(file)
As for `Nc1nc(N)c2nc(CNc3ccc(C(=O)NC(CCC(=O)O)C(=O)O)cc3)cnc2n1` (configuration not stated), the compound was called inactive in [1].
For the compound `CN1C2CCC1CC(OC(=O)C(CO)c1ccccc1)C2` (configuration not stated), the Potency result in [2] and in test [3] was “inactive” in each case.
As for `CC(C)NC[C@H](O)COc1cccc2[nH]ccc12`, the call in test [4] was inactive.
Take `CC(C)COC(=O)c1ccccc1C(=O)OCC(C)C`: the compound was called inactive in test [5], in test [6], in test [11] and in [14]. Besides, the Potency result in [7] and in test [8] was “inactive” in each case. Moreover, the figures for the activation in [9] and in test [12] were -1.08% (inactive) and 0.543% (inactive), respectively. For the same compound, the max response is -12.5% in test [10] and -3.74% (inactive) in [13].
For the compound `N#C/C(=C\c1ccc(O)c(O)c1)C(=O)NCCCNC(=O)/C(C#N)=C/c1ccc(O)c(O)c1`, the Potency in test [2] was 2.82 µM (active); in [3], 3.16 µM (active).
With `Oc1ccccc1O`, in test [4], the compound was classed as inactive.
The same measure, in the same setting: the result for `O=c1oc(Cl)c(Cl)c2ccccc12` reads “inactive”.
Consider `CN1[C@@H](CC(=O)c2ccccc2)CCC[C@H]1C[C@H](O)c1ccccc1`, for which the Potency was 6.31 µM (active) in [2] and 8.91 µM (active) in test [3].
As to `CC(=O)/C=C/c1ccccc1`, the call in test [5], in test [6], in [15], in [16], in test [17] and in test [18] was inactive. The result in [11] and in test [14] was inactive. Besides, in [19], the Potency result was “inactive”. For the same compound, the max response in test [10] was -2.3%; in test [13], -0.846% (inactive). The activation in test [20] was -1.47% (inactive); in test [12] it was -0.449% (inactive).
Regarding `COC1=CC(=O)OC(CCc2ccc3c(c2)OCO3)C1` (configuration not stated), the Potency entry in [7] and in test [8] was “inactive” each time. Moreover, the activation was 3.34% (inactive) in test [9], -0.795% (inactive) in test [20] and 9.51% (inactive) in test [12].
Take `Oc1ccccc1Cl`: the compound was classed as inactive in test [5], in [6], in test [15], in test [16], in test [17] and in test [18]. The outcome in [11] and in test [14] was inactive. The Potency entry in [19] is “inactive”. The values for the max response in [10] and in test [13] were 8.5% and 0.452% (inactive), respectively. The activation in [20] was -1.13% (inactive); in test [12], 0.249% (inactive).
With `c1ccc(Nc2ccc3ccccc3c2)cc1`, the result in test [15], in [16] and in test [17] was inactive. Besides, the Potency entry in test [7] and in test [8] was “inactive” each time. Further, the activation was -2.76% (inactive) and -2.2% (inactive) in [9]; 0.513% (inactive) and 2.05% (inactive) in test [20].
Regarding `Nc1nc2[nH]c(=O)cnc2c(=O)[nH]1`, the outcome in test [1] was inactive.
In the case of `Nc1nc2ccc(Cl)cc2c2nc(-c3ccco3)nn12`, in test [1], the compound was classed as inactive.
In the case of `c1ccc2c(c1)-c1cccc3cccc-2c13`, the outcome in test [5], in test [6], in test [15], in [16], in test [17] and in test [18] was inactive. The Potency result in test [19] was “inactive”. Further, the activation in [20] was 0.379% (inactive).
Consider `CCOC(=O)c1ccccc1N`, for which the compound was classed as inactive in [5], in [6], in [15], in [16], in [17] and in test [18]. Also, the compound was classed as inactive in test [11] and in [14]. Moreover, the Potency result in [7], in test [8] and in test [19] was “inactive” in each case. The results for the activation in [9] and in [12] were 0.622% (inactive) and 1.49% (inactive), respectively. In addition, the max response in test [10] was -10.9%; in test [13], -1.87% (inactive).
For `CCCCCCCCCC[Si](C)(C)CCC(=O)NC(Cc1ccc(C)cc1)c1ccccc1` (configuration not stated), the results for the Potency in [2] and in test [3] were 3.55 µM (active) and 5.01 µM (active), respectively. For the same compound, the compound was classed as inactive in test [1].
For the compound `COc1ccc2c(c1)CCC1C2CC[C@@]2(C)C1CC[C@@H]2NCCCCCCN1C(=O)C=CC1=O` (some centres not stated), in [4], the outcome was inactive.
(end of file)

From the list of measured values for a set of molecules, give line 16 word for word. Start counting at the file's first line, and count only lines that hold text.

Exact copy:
Consider `CCOC(=O)c1ccccc1N`, for which the compound was classed as inactive in [5], in [6], in [15], in [16], in [17] and in test [18]. Also, the compound was classed as inactive in test [11] and in [14]. Moreover, the Potency result in [7], in test [8] and in test [19] was “inactive” in each case. The results for the activation in [9] and in [12] were 0.622% (inactive) and 1.49% (inactive), respectively. In addition, the max response in test [10] was -10.9%; in test [13], -1.87% (inactive).